Across the Universe / **** (PG-13)
"Across the Universe" (PG-13, //// minute). Here is a bold, beautiful, visually-enchanting musical where we walk (ital) into (unital) the theater humming the songs. Julie Taymor's "Across the Universe" is an audacious marriage of cutting-edge visual techniques, heart-warming performances, 1960s history, and the Beatles song book.

In the Valley of Elah / **** (R)
By Roger Ebert I don't know Tommy Lee Jones at all. Let's get that clear. I've interviewed him, and at Cannes we had one of those discussions at the American Pavilion. He didn't enjoy doing it, but he felt duty-bound to promote his great film "The Three Burials of Melquiades Estrada." During my questions, he twisted his hands like a kid in the principal's office. He remains a mystery to me, which is why I feel free to share some feelings about him. I'm trying to understand why he is such a superb actor.

Mr. Woodcock / *** (PG-13)
“Mr. Woodcock” (PG-13, /// minutes) Billy Bob Thornton in full Bad Santa mode in an uneasy comedy about an adult (Seann William Scott) who returns home to discover his mother (Susan Sarandon) is planning to marry the gym teacher (Thornton) who made his high school days a living hell. Thornton makes no compromises and takes no prisoners when he plays Woodcock. He’s a hateful SOB, and he means it. That makes the movie better, actually, than if we sensed a heart of gold. Rating: Three stars.

Vanaja / **** (Not rated)
“Vanaja” (Unrated. 111 minutes). A beautiful and heart-touching film from India, about a lower-caste girl (Mamatha Bhukya) who takes dance lessons and develops a special talent She becomes the favorite of a rich landowner. but not when she and the landowner’s son begin to feel for one another. A film of striking visual splendour, with a luminous performance in the lead. Rating: Four stars.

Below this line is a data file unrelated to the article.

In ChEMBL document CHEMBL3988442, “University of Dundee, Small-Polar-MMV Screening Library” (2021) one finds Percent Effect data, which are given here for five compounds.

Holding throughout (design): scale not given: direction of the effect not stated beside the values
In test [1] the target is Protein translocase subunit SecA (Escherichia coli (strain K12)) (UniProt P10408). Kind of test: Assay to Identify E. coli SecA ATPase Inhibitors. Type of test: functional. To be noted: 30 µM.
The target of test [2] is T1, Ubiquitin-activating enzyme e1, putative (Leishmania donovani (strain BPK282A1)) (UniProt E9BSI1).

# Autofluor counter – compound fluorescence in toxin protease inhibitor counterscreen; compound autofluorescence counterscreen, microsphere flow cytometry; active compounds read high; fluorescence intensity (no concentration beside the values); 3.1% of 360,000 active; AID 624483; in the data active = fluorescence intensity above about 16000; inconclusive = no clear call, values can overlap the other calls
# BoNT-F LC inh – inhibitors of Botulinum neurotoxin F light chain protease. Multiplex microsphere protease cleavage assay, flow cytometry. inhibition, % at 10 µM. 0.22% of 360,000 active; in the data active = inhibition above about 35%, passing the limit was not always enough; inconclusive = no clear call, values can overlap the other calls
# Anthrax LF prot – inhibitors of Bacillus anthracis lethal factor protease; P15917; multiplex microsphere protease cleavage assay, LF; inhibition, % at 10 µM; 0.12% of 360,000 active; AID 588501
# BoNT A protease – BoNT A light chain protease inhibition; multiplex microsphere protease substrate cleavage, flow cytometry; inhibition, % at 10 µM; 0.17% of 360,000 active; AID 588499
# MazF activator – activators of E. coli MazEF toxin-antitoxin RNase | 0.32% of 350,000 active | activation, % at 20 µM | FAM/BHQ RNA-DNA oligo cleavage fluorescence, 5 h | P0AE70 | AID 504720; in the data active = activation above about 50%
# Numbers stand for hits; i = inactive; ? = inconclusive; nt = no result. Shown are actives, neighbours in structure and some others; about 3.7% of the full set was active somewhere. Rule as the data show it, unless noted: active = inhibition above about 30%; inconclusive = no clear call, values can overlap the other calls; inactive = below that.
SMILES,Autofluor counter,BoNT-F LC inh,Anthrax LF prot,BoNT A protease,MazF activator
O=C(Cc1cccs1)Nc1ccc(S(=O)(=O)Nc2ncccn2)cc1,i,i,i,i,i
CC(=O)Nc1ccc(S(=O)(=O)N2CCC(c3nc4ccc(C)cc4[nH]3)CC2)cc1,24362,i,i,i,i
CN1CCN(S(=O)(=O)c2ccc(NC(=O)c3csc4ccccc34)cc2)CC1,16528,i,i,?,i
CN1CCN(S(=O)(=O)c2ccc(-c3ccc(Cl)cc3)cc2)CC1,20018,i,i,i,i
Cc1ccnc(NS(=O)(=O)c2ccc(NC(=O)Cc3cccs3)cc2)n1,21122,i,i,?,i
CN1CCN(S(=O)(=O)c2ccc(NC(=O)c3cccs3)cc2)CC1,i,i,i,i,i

Pete Seeger: The Power of Song / **** (No rating)
By Roger Ebert I don't know if Pete Seeger believes in saints, but I believe he is one. He's the one in the front as they go marching in. "Pete Seeger: The Power of Song" is a tribute to the legendary singer and composer who thought music could be a force for good, and proved it by writing songs that have actually helped shape our times ("If I Had a Hammer" and "Turn, Turn, Turn") and popularizing "We Shall Overcome" and Woody Guthrie's unofficial national anthem, "This Land Is Your Land." Over his long career (he is 88), he has toured tirelessly with song and stories, never happier than when he gets everyone in the audience to sing along.

In the Shadow of the Moon / **** (PG)
"In the Shadow of the Moon" (PG, 100 minute). I never use the words “must-see,” which have been cheapened by association with so many films you need not see. But this extraordinary documentary, interviewing many of the surviving Apollo astronauts about their voyage to the moon, combines restored and in many cases never-before- seen moon footage into a spellbinding experience. Especially recommended for those to whom Apollo is only a word in a history book. Rating: Four stars.

Silk / ** (R)
“Silk” (Unrated. Running time: 116 minutes. In English and Japanese with English subtitles.) A languid, too languid, story of romantic regrets, mostly ours, because romance is expected to carry the film without explaining it. It is told as a mournful flashback, circa 1860, narrated by a man (Michael Pitt) who has been in love with two women, one French (Kiere Knightley), one in far off Japan (Sei Ashina), where he goes to buy silkworms. Languid, slow, underwhelming. Rating: Two stars.